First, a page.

Some medicines used by frail older people reduce saliva – the body’s own protection against dental problems. The more of these medicines that are used, the greater the risk. In an article in the October edition of Australian Prescriber, geriatric dental experts Drs Alan Deutsch and Emma Jay look at the effect of medicines on oral health and provide six ways to reduce the risk.
Poor oral health can lead to poor general health. Some bacteria that cause gum disease have been linked to Alzheimer’s disease. Improved oral hygiene can reduce the risk of breathing illnesses and pneumonia.
“Saliva is important for speech, digestion and swallowing,” says Dr Deutsch.
“It also kills bacteria in the mouth and prevents decay and tooth wear.
“Many people may not be aware that there are medicines that are often used by frail older people that reduce saliva production and can cause a dry mouth, which can accelerate dental problems.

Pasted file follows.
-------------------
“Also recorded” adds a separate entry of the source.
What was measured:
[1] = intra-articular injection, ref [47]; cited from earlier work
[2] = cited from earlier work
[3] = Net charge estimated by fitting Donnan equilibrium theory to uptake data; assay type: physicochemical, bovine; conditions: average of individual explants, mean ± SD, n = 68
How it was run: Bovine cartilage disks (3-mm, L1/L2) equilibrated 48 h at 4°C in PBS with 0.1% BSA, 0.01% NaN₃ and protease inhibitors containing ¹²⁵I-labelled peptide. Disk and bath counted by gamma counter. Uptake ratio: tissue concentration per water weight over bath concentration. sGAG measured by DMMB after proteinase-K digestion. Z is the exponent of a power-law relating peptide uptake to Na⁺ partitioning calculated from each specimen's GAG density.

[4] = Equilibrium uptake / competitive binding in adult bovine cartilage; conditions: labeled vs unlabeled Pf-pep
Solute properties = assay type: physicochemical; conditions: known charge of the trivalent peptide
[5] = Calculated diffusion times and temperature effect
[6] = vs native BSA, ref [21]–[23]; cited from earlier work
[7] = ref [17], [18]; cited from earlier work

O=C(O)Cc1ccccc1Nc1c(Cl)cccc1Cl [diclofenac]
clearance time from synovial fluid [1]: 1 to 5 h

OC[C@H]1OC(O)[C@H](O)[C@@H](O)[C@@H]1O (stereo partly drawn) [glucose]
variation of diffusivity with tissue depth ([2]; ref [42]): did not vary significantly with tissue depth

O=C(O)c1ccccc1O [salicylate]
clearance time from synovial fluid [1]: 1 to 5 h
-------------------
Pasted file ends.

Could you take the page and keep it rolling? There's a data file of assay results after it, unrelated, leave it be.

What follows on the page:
“Indeed, over half of people taking more than 5 medicines have a dry mouth,” he says.
Medicines that have this effect include medicines for urinary incontinence, antidepressants and antipsychotic medicines.
“To reduce the risk from these medicines, doctors should review, switch, reduce, time, divide and check.
the medicines a person is taking and consider stopping some when appropriate
to medicines without this saliva reducing effect
the doses of these medicines if possible
the dosings during the day when saliva production is higher
the doses into smaller doses throughout the day
for adverse medicine reactions that mean that cause these medicines to stay in the body longer.
“It is important for doctors to remember oral health and to look into the mouths of their older, frail patients. Oral health is so important for general health,” he says.
The Australian Prescriber article also reviews other medicines that can affect oral health including asthma inhalers, blood thinners, blood pressure medicines and pain medicines. The article also references an Oral Health Assessment Tool that can be used by health professionals to assess oral health.
Read the article in Australian Prescriber